Canines exhibit a variety of behavior patterns that might seem bizarre for a human to perform, but are normal in the world of dogs. Kicking your hind legs after peeing is just one of the behaviors that seem to be without purpose, however, in actuality, there are a variety of reasons your dog is likely to be doing this.
Marking the territory
The scent glands of dogs are located on the soles of their feet, which are used to identify their boundaries. Domestic dogs do not necessarily require these glands, however, their predecessors used them to mark their territory.
The glands that produce scents contain invisible chemicals that mark scents called pheromones and are the dog’s call card or identification device. Urine or the anal gland’s secretions also contain pheromones and could be used to define territories. Other dogs can smell the scents when a dog is kicked at them, even though humans can’t detect them. They will also be able to discern whether the urine belongs to another dog.
It can be used to warn aggressive dogs, or as a signal that a dog is in the mood to be a mate. It is possible that you will notice your dog’s kicking in this manner after sniffing a dog’s poop or urine. This could be an attempt to mask the smells of the other dog with their individual scents.
Kicking is a common way of communication in canines even though there’s no necessity for it in a domestic dog it’s not something to worry about.
The dogs that are more dominant are usually the ones who are the most aggressive in their kicks after having poop. If you are in a multi-dog family it is possible that certain dogs do not kick, while others display an impressive display.
Dispersing or burying waste
Another reason your dog is likely to kick the floor after pooping is that it is trying to dump its waste. This is usually seen in cats, however, dogs can also try to also bury their waste.
The process of burying waste isn’t done as if the dog is trying to conceal something, however, it is to disperse the scent of their poop to the world. The act of kicking dirt up and covering it draws more attention to the feces and it’s another way that the dog can mark its territory after pooping.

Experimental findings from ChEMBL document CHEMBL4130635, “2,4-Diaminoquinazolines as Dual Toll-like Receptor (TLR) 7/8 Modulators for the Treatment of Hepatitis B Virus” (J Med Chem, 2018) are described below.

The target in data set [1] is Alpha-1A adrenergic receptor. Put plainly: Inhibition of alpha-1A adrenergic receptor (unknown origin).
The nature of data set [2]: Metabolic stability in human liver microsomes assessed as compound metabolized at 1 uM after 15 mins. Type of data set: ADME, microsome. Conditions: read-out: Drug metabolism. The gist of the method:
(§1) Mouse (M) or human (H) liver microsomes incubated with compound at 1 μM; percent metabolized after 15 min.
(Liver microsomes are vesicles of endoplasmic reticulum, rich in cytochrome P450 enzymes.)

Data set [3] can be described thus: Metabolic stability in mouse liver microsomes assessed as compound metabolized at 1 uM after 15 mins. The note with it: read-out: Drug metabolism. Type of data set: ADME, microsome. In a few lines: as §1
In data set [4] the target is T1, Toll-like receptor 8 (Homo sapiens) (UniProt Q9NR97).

In rare instances, it is possible for a dog to try to put its feces in a secluded area when it is afraid and wants to conceal the fact that it is there, however this is more frequent among wild dogs.
Certain dogs don’t like getting their paws dirty, therefore, if they find something upon their paws following a poo, they might be making hope of wiping their paws clean. They do not like the feel of dirt or particles on their paws and try to rub it away, similar to how they rub their faces against the ground if they feel that there’s something on it.
Though kicking could be an indication of discomfort or an attempt to remove something off of paws, if it occurs after peeing, it’s most likely connected with any of the two other reasons listed above.
Are you able to stop your dog from kicking after they Poop?
Although your dog might mean very well when he kicks after peeing, however, many dog owners do not like the damage it does to their lawns. If it’s possible it is possible to kick what your dog displays should not be a cause for concern since it’s natural and instinctual.
There are a few management strategies that you can employ to reduce the harm it could be doing to your lawn.
Walking your pet on a leash away from your yard is an ideal option to safeguard your landscaping. This method of avoiding will let your dog kick after peeing, but because it’s on an alleyway or in a dog park walking zone it won’t cause any problems in the event that your grass gets damaged.
Another alternative is to train your dog to limit toileting in a particular space such as a dog park. Create a space where your dog can use the bathroom but instead of choosing beautiful grass, lay on river rocks, pebbles or mulch so that your dog isn’t causing harm. Your dog will be able to do what it is best at and you don’t have to think about it.
Try to stop this behavior by shouting at your dog when he has pooped can cause your dog to become afraid of peeing around you and could damage the trust bond between you and your dog. The dog could begin to poop in the home in an effort to keep it secret or get diarrhea from the pressure of being shouted at.